I understand that wearing a kirpan is part of the Sikh faith, but I think the bus driver is justified in denying him entry. While Harsimran might only use the kirpan as a symbol of his faith and for self-defense, the weapon could still become dangerous on the bus should anyone try to take it from him. I do understand his confusion, however, since he had previously been on the bus and other trains before with the weapon.

Dylan Smith said...

Firstly, is there a law against carrying this type of sword with a person at all times? Judging from the picture above, the sword doesn't look too threatening and I would be inclined to say there is not a law against carrying such a weapon. I completely disagree with the bus driver here. He has no right to strip this man of his religious freedoms. If a white male, dressed respectably, were to try and ride the bus with a similar weapon I'm sure the driver wouldn't have had a problem with it. I realize that fear contributed to the bus drivers decisions here but that is no excuse for the treatment that ensued. The bus driver is majorly at fault here as well as the police. I would have expected much more from the officers who are supposed to protect the freedoms we have under the constitution.

Dan W said...

We as Americans tend to fear those who are different from us, which seems to be the case for the bus driver in this situation. I find the bus driver's insensitivity to be the main cause for trouble in this situation, not Singh carrying a sword. I believe that the Free Exercise Clause protects his right to carry the sword wherever he may choose, though clearly he would be subject to the same laws should he decide to use the sword in a violent way. I, like most Americans, have a difficult time understanding the need for the sword to be carried, but his sincerity is certainly evident.

Mike Spear said...

I feel that the driver most likely over reacted. I have to side with Mr. Wiegel and argue that Americans do tend to over react when we are faced with strange occurrences. I have a hard time believing that I would receive the same scrutiny for carrying the Kirpan. On the other hand, I am not up to speed with public transportation laws. If there is a law prohibiting sharp objects on buses than the offices of public transportation should be legally required to have a religion clause that would protect the free exercise of individuals who are required to cary Kirpans and other religious items.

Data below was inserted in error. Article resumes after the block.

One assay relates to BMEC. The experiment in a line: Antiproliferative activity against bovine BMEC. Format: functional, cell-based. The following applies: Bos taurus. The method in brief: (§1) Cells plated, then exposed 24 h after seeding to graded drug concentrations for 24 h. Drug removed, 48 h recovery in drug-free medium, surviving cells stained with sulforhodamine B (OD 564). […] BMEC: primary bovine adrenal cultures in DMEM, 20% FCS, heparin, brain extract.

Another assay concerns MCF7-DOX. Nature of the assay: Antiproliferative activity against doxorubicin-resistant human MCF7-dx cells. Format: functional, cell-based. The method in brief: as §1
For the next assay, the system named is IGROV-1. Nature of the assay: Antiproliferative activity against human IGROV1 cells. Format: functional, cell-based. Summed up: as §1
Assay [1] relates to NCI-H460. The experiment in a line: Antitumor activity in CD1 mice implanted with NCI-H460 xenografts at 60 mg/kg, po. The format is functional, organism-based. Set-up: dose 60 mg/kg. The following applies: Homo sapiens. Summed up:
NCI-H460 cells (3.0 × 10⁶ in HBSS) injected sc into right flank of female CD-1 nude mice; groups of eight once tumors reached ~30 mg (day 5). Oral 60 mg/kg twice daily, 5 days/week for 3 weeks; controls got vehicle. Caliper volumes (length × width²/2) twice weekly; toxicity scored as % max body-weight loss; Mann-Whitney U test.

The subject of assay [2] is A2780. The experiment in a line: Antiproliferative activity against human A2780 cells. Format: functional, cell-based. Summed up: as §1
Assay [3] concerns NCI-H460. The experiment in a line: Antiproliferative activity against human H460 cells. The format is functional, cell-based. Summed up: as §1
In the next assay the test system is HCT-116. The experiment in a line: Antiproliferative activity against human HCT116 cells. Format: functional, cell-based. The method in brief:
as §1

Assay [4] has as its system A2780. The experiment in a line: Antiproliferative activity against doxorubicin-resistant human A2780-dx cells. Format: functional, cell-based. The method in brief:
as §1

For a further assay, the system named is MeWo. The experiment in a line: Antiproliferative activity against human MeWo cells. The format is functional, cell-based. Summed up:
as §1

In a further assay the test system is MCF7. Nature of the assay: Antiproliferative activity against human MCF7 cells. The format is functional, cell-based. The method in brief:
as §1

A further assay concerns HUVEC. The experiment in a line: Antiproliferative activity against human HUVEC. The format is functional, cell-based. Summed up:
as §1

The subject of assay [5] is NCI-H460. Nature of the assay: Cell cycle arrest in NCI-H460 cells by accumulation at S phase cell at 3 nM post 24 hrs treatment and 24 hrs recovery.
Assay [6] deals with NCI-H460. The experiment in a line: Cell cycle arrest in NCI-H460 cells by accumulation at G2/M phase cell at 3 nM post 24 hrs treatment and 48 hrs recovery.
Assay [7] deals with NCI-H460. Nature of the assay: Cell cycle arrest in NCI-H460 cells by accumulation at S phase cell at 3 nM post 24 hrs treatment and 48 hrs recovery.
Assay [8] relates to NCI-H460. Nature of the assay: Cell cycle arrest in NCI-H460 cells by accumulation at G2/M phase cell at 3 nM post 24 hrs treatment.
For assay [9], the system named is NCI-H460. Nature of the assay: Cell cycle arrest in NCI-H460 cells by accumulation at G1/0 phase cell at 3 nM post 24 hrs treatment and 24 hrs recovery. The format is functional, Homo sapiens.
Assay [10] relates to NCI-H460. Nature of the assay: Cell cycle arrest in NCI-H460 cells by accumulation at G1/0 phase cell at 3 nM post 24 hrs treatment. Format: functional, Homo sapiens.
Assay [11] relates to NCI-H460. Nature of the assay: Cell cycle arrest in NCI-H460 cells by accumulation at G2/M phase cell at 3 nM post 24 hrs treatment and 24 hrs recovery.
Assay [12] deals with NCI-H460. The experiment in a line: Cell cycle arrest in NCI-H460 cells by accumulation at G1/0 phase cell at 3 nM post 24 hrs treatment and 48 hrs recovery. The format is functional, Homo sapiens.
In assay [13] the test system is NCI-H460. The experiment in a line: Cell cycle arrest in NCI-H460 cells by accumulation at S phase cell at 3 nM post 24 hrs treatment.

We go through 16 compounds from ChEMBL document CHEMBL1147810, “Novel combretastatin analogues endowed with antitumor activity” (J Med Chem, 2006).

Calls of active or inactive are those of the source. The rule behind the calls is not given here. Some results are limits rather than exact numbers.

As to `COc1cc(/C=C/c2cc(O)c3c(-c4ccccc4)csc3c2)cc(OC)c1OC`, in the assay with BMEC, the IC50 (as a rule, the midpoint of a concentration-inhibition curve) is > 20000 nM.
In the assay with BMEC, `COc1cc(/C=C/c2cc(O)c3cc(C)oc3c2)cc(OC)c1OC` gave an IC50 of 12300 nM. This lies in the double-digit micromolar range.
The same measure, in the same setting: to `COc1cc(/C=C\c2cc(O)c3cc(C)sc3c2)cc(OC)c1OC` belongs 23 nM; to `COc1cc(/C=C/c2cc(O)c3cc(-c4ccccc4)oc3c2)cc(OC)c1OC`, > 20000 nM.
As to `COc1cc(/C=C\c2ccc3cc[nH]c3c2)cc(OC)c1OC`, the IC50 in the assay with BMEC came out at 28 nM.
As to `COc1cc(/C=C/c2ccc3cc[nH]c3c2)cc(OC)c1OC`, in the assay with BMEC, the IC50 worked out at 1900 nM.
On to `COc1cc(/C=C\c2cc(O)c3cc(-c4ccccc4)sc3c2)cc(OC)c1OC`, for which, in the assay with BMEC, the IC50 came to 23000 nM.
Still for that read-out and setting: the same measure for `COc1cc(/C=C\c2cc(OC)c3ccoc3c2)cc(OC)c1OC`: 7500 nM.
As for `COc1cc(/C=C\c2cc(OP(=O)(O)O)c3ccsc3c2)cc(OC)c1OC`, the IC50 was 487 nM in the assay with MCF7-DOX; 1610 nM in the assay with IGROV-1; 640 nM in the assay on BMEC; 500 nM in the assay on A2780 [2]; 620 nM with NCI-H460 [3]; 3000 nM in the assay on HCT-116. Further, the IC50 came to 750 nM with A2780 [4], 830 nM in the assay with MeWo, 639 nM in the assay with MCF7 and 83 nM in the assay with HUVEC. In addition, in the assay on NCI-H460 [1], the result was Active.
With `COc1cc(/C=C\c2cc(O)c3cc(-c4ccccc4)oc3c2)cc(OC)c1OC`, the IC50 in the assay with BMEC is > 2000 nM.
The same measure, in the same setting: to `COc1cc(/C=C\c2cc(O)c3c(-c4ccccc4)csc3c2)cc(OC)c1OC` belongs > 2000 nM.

Yessica M said...

I agree with Dan and Mike that the over reaction and insensitivity of the bus driver is the main cause of this situation. Singh had used Amtrak many times before and it was never an issue so the fact that it seems to be a problem now can only lead to the driver's "concern." If Singh did have the intention of harming others with this miniature sword, I believe he would've already struck at least someone by now. Obviously, this is not the case. I also can't help but think that Singh was racially profiled as being a 'terrorist'. His faith requires him to have this sword on him as protection so there should be some religion regulation for transportation law. I think Singh should be allowed to travel with his sword.

Yessica M said...

I agree with Dan and Mike that the over reaction and insensitivity of the bus driver is the main cause of this situation. Singh had used Amtrak many times before and it was never an issue so the fact that it seems to be a problem now can only lead to the driver's "concern." If Singh did have the intention of harming others with this miniature sword, I believe he would've already struck at least someone by now. Obviously, this is not the case. I also can't help but think that Singh was racially profiled as being a 'terrorist'. His faith requires him to have this sword on him as protection so there should be some religion regulation for transportation law. I think Singh should be allowed to travel with his sword.

Terry B said...

I would have to agree with the bus driver on this one. At the end of the day the bus driver responsibility is to keep those people on the bus safe from any harm. I'm pretty sure there is a rule of caring weapons on an Amtrak train to help prevent from accidents and keep people safe. I think the bus driver did the right thing to accommodate to Kirpan by telling him he could put it with his belongings underneath the bus due to safety reasons. I believe the bus driver and police officer was not acting on his religion but more for safety issues of others.Anything could of happen on that bus.

Maggie S. said...

I think while it is the bus driver's duty to keep everyone on the bus safe, Singh also has a right to free exercise which protects him in this case. Most anything could be used as a weapon (razor blade), and some things that look like weapons (like the Kirpan) might never be used to harm another person. People have the right to bear arms, and I think Singh has the right to carry his Kirpan.